This is it. Dr. Shaun Murphy's first interaction with an autistic patient. I knew it was coming -- It's an obvious and necessary direction for Shaun's story to take. Even in the bizarre, distorted world of a prime time medical drama, Shaun can't reasonably be the only autistic person on Earth.
There was exciting news: Liam, Shaun's autistic patient, would be played by an actually autistic actor: Coby Bird
. Bird is 15, talented, and has previously appeared on the ABC comedy Speechless
. I hope to see him in future episodes of The Good Doctor
. It would be wonderful if Shaun could act as a mentor or role model of sorts, rather than Liam merely being a patient-of-the-week.
That said, I was terrified that this episode would advocate for what Julia Bascom
has called, "the IQ test for human rights." Some toxic corners of our community believe autistic people perceived as … Continue Reading ››
This week’s episode, "Not Fake," preserves Shaun Murphy's complexity and humanity for another week. While this episode was excellent from a neurodiversity standpoint (everyone struggles in stressful situations, not just neurodivergent people), it completely failed when it comes to physical disability. Rather than live with an amputation and a prosthetic, a man's wife fights to have a risky, experimental surgery that would preserve his leg. To be fair, it is entirely realistic that doctors have a poor understanding of disabled quality of life. This episode didn't highlight that lack of understanding, though. Instead, it plays into one of the most negative tropes about living with a disability: That it is worse than death.
‘I don't like coffee.’
The episode opens with Dr. Kalu sharing his own special blend of coffee. He roasts the beans himself. Dr. Murphy is as sassy as ever. "Smells like leather," he remarks. "And none for you, Murphy," … Continue Reading ››
This week's episode, Point Three Percent, is about honesty and when it is appropriate to lie. While previous episodes have touched on lying as a social skill, this week the topic is approached in a serious kind of way, not in a "scaring patients by saying they might have flesh eating bacteria" kind of way. The theme was mostly successful.
Dr. Shaun Murphy continues to be an asshole, and I love it. At this point it's established that if he thinks a rule isn't important, even if he's told explicitly about it, he'll disregard it. I can't actually tell if the writers actually realize that Shaun is being an asshole when he does this, rather than a precious cinnamon bun who has done nothing wrong. I hope they do, and I hope they continue to explore the consequences of Shaun's actions. People are assholes. I'm excited that Dr. Murphy gets to … Continue Reading ››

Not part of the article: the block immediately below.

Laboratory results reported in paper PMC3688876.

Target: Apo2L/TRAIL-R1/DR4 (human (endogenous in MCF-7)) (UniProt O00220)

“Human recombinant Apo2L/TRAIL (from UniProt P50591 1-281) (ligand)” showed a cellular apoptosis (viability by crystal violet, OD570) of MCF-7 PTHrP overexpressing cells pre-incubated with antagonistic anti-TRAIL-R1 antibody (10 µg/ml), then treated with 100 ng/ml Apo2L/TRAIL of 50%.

This week’s episode of The Good Doctor is titled “Oliver." "Oliver" is the name of the donor of a very important liver, a liver that will save a life. The episode's main plot dealt with the ethics of transplantation, which is pretty heavy stuff. Transplant lists literally decide who will live and who will die. Overall, the episode was decent -- Much better than last week's DSM dumpster fire. Sean once again has motivations beyond pathology. God willing he stays that way for the rest of the season and even perhaps grows as a person.
I think ABC really missed an opportunity with this episode to educate, however. While exploring the ethics of transplantation, it would have been wonderful if they had explored the ethics of transplantation as it relates to people who have intellectual and developmental disabilities -- People like Dr. Sean Murphy. If Sean … Continue Reading ››
This week's episode of The Good Doctor is titled "Mount Rushmore." It delves into issues of autism, honesty, and bedside manner. And to be honest, this week Dr. Murphy's writing unfortunately tilted him more towards being a DSM checklist than a person. I hope next week's episode does better.
I am intentionally only referring to Dr. Murphy as Dr. Murphy in this article instead of "Sean." Because he is a doctor. He went to medical school. He got good grades. He passed his board examinations. He is just as qualified as the other two surgical residents, if somewhat less experienced.
Watching Dr. Murphy being repeatedly abused and bullied without him even understanding that he is being abused and bullied was painful for me. Like many autistic adults, I've been in similar situations, and when you find out what people actually thought of you, it is soul-crushingly awful. It made the episode hard … Continue Reading ››